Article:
textcat.teach for multi-class classification

So, first you'd need to create your first model.

First, make sure your annotations are in the right format for spaCy or Prodigy.

Here's a post where we go through the data format:

You'll need to make a decision if you want your classes are mutually exclusive (textcat) or not (textcat_multilabel) which can affect how the data is formatted. See that post for more details.

Then once your annotations are into the Prodigy DB, use data-to-spacy to export out the annotations and train with spacy train. You can train with prodigy train instead -- it has the advantage is it's quicker to start, but it's harder to reconfigure down the road as it hides the config file so I tend to recommend learning data-to-spacy/spacy train earlier.

Also you may want very early to create a dedicated holdout (evaluation) dataset. This will make your experiments down the road much easier to read as your evaluation dataset is staying the same. If you don't specify a dedicated hold out dataset, Prodigy will create a random partition for evaluation. However, this can change each time so if you rerun, you may get different results simply due to a new holdout (evaluation) dataset. Be sure to use the eval: prefix with either data-to-spacy or prodigy train, e.g., --textcat dataset,eval:eval_dataset.

Sort of. Here's a post (see slides, which cover NER but same idea applies to textcat) that provide some detail. Essentially, updating is made for the known (binary) labels and the other labels are treated as missing.

What's worth mentioning is that this approach was designed for a reasonable number of labels; when working with 100+ labels, I'm a little more skeptical on how well this would work (especially if you don't have a well trained model already, then doing textcat.teach). The problem is textcat.teach assumes you have a model that can measure uncertainty well, that is it "knows" what it doesn't know. The problem is if you have only a small amount of data across all labels, especially perhaps imbalanced for many labels, it's hard for textcat.teach to work well if it doesn't know what it doesn't know (aka it can't measure uncertainty well).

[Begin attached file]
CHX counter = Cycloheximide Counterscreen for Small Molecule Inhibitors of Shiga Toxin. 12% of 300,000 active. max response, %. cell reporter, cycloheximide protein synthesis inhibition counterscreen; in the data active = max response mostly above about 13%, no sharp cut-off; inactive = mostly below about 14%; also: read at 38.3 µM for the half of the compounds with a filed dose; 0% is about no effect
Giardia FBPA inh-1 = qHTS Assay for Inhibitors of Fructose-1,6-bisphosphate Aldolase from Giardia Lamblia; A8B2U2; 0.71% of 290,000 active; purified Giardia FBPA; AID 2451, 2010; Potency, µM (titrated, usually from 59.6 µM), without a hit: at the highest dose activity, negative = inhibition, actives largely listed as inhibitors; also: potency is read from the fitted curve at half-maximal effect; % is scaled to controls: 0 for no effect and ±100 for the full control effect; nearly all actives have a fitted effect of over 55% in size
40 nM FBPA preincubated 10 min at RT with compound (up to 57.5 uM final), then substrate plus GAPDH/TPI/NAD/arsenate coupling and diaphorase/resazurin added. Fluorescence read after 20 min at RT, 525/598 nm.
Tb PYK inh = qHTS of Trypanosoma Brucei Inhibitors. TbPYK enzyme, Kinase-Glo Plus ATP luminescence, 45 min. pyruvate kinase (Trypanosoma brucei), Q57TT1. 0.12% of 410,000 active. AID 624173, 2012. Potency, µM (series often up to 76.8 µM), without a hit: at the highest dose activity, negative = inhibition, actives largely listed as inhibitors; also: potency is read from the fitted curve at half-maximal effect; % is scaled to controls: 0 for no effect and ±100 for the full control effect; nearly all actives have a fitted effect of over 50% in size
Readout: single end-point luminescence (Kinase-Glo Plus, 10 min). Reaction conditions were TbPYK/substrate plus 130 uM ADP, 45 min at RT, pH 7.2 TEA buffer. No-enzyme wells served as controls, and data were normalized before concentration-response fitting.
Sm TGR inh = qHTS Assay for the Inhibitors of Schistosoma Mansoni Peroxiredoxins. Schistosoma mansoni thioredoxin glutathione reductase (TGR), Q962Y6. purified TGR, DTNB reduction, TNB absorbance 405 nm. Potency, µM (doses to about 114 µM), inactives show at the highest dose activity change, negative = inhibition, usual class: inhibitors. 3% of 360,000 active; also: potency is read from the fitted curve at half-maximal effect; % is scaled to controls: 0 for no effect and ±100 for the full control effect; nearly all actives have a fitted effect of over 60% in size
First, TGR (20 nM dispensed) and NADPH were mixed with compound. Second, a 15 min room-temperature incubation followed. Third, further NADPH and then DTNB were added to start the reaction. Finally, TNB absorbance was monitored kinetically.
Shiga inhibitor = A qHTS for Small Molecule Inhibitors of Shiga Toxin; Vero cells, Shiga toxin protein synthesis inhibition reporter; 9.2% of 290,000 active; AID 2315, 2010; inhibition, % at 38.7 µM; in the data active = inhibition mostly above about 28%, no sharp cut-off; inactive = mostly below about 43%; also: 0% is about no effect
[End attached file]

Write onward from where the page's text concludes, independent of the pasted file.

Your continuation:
I would recommend a "bottom-up" approach, where you start with good/well-balanced labels, and then only add imbalanced/rare/poor-performing labels slowly:

  1. before applying to your entire dataset (100+ label), start with a small subset of labels (6-8) that you know you have a good number of labels. Train an initial model on only those labels. This will give you a good idea of a good benchmark model. Maybe if one or two of those labels aren't performing as high as you'd like, you could add more annotations for them and then retrain a new model from scratch.
  2. Then, slowly expand to add more labels in small groups. You'll first need to add them into your training, then use prior knowledge to focus on the labels that need the most help -- for example, severely imbalanced or poor model performance.
  1. Consider using textcat.correct too instead of textcat.teach early on. textcat.correct will still use the model's prediction in the UI (so makes it a little easy as your job is to correct). You can even pass a --threshold parameter where you consider annotations based on some threshold.
  2. Only use textcat.teach when you have sufficient number of examples for that label. Also consider using patterns (see docs) in combination.

Hope this helps!